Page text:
[Bell Historians] Trebles on higher numbers

David Bryant david at b...
Thu Aug 12 10:41:39 BST 2004

> Can someone please enlighten me as to how trebles of chimes can be 
> the same note but significantly lighter than trebles of a ring with 
> the same tenor weight? Does this actually have anything to do with 
> the current discussion?

Aye. It do indeed. Trebles of chimes are a lot smaller because they do not have to be timed with larger swinging bells. Good examples include Manchester Town Hall, where the smaller ringing bells are significantly heavier than the chiming bells around them, and All Hallows by the Tower in London (see Dickon's site), the weights of which can be compared with the Taylor 2-ton 12s such as Leeds, Buckfast and Pier Head.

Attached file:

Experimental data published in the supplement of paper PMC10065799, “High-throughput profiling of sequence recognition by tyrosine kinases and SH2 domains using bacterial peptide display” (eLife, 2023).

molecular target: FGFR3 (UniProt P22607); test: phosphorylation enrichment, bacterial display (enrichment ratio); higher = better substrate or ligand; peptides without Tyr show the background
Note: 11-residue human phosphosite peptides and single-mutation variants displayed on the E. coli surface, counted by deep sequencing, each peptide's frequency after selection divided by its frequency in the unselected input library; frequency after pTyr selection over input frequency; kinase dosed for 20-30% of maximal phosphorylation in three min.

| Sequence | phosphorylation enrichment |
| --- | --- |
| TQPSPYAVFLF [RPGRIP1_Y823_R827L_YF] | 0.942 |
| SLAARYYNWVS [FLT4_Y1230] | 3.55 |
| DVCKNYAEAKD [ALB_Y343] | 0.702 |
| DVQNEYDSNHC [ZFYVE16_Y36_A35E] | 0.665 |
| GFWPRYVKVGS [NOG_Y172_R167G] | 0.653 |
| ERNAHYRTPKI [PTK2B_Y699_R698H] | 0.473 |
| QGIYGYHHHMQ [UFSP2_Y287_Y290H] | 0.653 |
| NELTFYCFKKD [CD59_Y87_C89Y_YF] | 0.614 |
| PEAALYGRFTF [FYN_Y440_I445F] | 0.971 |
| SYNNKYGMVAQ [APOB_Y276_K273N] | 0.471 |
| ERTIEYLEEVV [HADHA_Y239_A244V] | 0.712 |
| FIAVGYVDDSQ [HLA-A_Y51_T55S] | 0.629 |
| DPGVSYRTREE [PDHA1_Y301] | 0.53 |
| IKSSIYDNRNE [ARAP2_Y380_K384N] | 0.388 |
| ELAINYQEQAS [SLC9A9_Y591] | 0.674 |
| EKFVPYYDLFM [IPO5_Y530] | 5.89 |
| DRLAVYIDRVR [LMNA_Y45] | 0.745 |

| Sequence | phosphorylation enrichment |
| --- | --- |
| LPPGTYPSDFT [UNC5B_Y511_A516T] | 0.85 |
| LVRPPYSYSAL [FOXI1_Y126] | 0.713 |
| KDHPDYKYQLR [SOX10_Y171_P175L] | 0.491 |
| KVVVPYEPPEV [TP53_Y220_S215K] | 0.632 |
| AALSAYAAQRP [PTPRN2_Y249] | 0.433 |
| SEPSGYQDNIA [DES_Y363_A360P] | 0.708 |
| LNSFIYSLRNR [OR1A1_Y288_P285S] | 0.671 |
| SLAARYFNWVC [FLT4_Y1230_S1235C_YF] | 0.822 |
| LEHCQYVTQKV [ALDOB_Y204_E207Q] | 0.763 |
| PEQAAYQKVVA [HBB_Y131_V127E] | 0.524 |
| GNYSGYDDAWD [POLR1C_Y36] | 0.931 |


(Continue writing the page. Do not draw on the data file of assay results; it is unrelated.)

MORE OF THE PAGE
According to Nigel Taylor's website, even with chimes the trebles have to be scaled up to some extent to make them powerful enough, although not to the same extent the those in rings do.

Of course, the scales used for the front ends of rings and chimes vary with founder and date. It seems to be a twentieth-century idea to differentiate between the two - VIctorian chimes seem to be cast to ringing weights.

Useful web sites:

Nigel Taylor's at http://www.kirnberger.fsnet.co.uk/

Bill Hibbert's at http://www.hibberts.co.uk/. This includes an analysis and discussion of the bells at Manchester TH.



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